Thursday, April 13, 2006

Sea Shepherd opposes Cape Wind project

Add to the growing list of opponents to Cape Wind's proposed windmill farm on Horseshoe Shoal in Nantucket Sound the no-compromise direct action organization Sea Shepherd. Captain Paul Watson, founder and president of Sea Shepherd and once co-founder of Greenpeace International, told this reporter that "this project is a threat to seabirds and as a marine wildlife conservation organization, we represent our clients, marine wildlife and this Cape Wind project is not in their interest".

Back in December, Robert F. Kennedy, Jr. came out against the project in an op-ed piece in the New York Times. Kennedy, a seasoned and highly respected environmentalist, wrote "Environmental groups have been enticed by Cape Wind, but they should be wary of lending support to energy companies that are trying to privatize the commons". In the article Kennedy went on to point out the ecological drawbacks of the project point by point in a reasonable and respectful tone. Important questions of the projects potential air and sea traffic safety have also been raised. Almost before the ink was dry on the page however, a storm of controversy arose and it has been brewing ever since.

Some backers of Cape Wind took the low road, attacking Kennedy and using some of the same corporate tactics and name-calling they themselves have been subjected to in the past. It hasn’t been very pretty. Others, like John Passacantando, Executive Director of Greenpeace USA, cast doubt on the integrity of Cape Wind opponents with statements such as "The opponents of Cape Wind would have you believe that to protect the environment, we need to oppose the wind farm", as if their efforts were contrived and their motives of concern for the environment were less than genuine.

Paul Watson says, “The position of the Sea Shepherd Conservation Society on Cape Wind is that we are in full support of Bobbi Kennedy Jr.’s position. We also agree with Mike Roselle". Roselle, one of the founders of Earth First! also sided with Kennedy and took his attackers to task on his website. It makes for strange bedfellows given that Kennedy is very much a product of establishment politics, a lawyer and NRDC stalwart, while Watson and Roselle are leading voices in the radical direct action segment of the environmental movement. In addition, while most working class fisher organizations oppose Cape Wind's plan, as do many area residents, some of the members of the Alliance to Protect Nantucket Sound are millionaire yachtsmen. Perhaps even stranger is the fact that Massachusetts Republican governor Mitt Romney also opposes Cape Wind's plans, though more likely for reasons having to do with his presidential aspirations rather than any concern for Nantucket Sound and those who dwell there.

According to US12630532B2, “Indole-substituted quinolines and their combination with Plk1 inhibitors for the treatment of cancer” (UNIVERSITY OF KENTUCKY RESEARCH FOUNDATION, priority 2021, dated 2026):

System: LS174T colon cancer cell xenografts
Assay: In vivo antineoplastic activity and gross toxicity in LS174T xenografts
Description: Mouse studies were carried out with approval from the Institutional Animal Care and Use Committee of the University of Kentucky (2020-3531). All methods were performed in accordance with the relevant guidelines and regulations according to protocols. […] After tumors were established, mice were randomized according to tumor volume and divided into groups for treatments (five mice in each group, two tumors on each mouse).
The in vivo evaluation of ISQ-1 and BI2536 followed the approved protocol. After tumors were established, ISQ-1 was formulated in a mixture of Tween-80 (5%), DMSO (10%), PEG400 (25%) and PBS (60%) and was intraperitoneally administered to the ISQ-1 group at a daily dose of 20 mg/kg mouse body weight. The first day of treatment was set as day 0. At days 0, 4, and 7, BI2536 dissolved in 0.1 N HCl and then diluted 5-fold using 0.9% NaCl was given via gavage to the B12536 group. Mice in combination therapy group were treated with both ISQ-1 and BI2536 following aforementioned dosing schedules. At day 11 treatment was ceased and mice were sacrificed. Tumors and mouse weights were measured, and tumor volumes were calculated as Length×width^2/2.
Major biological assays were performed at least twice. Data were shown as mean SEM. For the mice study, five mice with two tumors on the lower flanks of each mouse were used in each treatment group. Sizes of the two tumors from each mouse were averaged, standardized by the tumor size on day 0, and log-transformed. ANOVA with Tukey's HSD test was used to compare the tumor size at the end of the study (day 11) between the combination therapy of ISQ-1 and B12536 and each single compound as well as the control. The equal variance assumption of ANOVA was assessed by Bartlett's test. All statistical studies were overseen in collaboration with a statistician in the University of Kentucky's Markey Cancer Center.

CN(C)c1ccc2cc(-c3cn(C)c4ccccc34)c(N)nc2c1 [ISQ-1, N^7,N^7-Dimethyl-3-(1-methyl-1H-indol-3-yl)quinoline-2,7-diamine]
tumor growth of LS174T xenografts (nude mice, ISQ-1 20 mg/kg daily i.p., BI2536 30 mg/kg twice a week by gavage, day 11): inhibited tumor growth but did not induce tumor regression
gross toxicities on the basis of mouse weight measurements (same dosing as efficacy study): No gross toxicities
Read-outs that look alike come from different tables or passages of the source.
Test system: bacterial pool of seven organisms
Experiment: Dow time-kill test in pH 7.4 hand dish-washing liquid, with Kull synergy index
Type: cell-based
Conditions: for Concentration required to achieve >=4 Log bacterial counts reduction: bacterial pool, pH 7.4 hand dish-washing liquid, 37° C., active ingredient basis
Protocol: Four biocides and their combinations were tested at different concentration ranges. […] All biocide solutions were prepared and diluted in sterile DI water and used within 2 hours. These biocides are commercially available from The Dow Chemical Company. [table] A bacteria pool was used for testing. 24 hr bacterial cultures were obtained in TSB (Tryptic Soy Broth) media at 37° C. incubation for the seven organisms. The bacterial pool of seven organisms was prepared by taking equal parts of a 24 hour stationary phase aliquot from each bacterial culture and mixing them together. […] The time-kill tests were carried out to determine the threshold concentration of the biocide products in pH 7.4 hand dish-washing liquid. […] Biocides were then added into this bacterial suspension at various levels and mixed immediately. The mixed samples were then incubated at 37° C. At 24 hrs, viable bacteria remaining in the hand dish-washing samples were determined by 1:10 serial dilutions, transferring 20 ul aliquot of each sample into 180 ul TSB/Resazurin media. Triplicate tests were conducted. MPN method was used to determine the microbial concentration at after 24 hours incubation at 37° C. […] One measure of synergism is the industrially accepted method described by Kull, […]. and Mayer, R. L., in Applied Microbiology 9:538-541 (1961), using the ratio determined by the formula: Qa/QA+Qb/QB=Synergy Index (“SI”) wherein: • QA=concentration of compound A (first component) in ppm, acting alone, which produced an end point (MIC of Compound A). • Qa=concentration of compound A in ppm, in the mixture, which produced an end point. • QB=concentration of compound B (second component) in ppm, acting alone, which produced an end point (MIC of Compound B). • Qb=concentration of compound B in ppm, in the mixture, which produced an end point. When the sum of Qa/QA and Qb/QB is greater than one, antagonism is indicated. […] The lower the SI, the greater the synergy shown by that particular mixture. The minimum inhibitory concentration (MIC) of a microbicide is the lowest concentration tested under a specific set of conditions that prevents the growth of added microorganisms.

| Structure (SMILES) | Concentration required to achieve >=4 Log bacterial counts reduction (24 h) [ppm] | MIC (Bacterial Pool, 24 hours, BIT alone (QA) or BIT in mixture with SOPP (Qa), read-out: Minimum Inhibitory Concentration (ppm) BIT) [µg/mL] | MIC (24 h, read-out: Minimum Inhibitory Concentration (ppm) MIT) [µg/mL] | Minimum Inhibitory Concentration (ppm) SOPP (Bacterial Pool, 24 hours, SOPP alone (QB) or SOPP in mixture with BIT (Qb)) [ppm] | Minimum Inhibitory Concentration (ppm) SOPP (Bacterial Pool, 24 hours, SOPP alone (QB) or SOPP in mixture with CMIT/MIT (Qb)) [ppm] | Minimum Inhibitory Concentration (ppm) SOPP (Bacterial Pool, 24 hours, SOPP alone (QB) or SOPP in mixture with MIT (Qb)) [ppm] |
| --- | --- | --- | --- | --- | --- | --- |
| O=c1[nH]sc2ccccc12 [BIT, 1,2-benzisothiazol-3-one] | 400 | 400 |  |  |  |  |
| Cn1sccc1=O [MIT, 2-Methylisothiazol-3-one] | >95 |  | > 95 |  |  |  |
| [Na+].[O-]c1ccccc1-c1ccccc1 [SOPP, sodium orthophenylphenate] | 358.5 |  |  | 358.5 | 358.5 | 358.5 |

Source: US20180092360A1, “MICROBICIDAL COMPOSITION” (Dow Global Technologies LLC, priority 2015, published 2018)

Regardless of the strange alliance of opponents, what seems lost in the ongoing argument brings us back to Kennedy's statement about privatizing the commons. While it may seem odd coming from a nominal patrician, the fact is that Cape Wind, the combined corporate entity of Energy Management Inc. and Wind Management LLP, intends to errect their industrial operation in public space, and not just any public space. Nantucket Sound, like the adjoining National Seashore where Thoreau walked the "Great Beach", is a national treasure. The question begs to be asked: would Cape Wind and its supporters propose errecting its derricks on the edge of the Grand Canyon? Maybe the Grand Tetons? Yellowstone? We think not, but proposing a windfarm or ANY industrial facility to be built in Nantucket Sound seems just as absurd when other already developed sites exist. In fact, given the growing intensity of storms in this day and age, one wonders why anyone would wish to build on the ocean at all.

Yes, climate disruption driven by a collapsing industrial civilization is a critical issue for the health and wellbieng, indeed the very survuval of the biosphere. Alternative energy facilities like windmills and solar voltaics, along with REAL energy conservation efforts, can help ease the increasing CO2 loading of Earth's atmosphere if they actually replace fossil fuel power plants (not anywhere near the needed attention is being paid to on-site power production for individual homes and businesses). But the question remains: just what are we going to sacrafice in order to stem the tide of global climate change? Will our grandchildren inherit a world of ruined land and seascapes developed for the maintainence of contemporary consumer lifestyles? Do we cast aside ecological integrity, the lives of countless other creatures and indeed unparralelled natural beauty so that we can continue shopping for the next big thing? We don't need to trash our natural biogems to "save the planet", we need to trash our unsustainable lifestyles, our deadly mindsets.

- d.o.

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